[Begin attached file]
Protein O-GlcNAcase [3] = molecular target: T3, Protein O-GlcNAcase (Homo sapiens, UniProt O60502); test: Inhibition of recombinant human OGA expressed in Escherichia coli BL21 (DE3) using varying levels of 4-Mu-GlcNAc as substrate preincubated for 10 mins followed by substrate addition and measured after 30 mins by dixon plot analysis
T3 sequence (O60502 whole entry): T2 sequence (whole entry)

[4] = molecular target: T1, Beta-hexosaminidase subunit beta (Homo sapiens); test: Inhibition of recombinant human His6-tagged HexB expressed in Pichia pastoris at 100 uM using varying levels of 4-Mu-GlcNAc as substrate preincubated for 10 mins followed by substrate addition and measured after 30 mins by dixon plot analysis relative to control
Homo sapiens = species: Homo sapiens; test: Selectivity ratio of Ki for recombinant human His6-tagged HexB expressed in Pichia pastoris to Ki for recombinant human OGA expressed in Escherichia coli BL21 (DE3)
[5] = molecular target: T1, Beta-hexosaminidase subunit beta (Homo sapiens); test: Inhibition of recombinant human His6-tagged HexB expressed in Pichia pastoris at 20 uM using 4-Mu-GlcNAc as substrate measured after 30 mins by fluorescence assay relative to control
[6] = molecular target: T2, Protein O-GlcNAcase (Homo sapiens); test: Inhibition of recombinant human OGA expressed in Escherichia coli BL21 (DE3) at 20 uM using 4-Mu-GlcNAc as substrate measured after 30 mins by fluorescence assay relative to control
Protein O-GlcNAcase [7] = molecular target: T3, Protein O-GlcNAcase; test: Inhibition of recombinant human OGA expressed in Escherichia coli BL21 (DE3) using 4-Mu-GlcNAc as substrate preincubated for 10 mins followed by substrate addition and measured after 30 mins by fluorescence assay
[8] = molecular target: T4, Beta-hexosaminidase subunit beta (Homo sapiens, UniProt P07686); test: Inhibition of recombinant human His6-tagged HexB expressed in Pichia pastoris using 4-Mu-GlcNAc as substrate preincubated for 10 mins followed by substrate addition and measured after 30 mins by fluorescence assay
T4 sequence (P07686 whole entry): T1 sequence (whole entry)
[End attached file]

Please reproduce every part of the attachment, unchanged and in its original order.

Protein O-GlcNAcase [3] = molecular target: T3, Protein O-GlcNAcase (Homo sapiens, UniProt O60502); test: Inhibition of recombinant human OGA expressed in Escherichia coli BL21 (DE3) using varying levels of 4-Mu-GlcNAc as substrate preincubated for 10 mins followed by substrate addition and measured after 30 mins by dixon plot analysis
T3 sequence (O60502 whole entry): T2 sequence (whole entry)

[4] = molecular target: T1, Beta-hexosaminidase subunit beta (Homo sapiens); test: Inhibition of recombinant human His6-tagged HexB expressed in Pichia pastoris at 100 uM using varying levels of 4-Mu-GlcNAc as substrate preincubated for 10 mins followed by substrate addition and measured after 30 mins by dixon plot analysis relative to control
Homo sapiens = species: Homo sapiens; test: Selectivity ratio of Ki for recombinant human His6-tagged HexB expressed in Pichia pastoris to Ki for recombinant human OGA expressed in Escherichia coli BL21 (DE3)
[5] = molecular target: T1, Beta-hexosaminidase subunit beta (Homo sapiens); test: Inhibition of recombinant human His6-tagged HexB expressed in Pichia pastoris at 20 uM using 4-Mu-GlcNAc as substrate measured after 30 mins by fluorescence assay relative to control
[6] = molecular target: T2, Protein O-GlcNAcase (Homo sapiens); test: Inhibition of recombinant human OGA expressed in Escherichia coli BL21 (DE3) at 20 uM using 4-Mu-GlcNAc as substrate measured after 30 mins by fluorescence assay relative to control
Protein O-GlcNAcase [7] = molecular target: T3, Protein O-GlcNAcase; test: Inhibition of recombinant human OGA expressed in Escherichia coli BL21 (DE3) using 4-Mu-GlcNAc as substrate preincubated for 10 mins followed by substrate addition and measured after 30 mins by fluorescence assay
[8] = molecular target: T4, Beta-hexosaminidase subunit beta (Homo sapiens, UniProt P07686); test: Inhibition of recombinant human His6-tagged HexB expressed in Pichia pastoris using 4-Mu-GlcNAc as substrate preincubated for 10 mins followed by substrate addition and measured after 30 mins by fluorescence assay
T4 sequence (P07686 whole entry): T1 sequence (whole entry)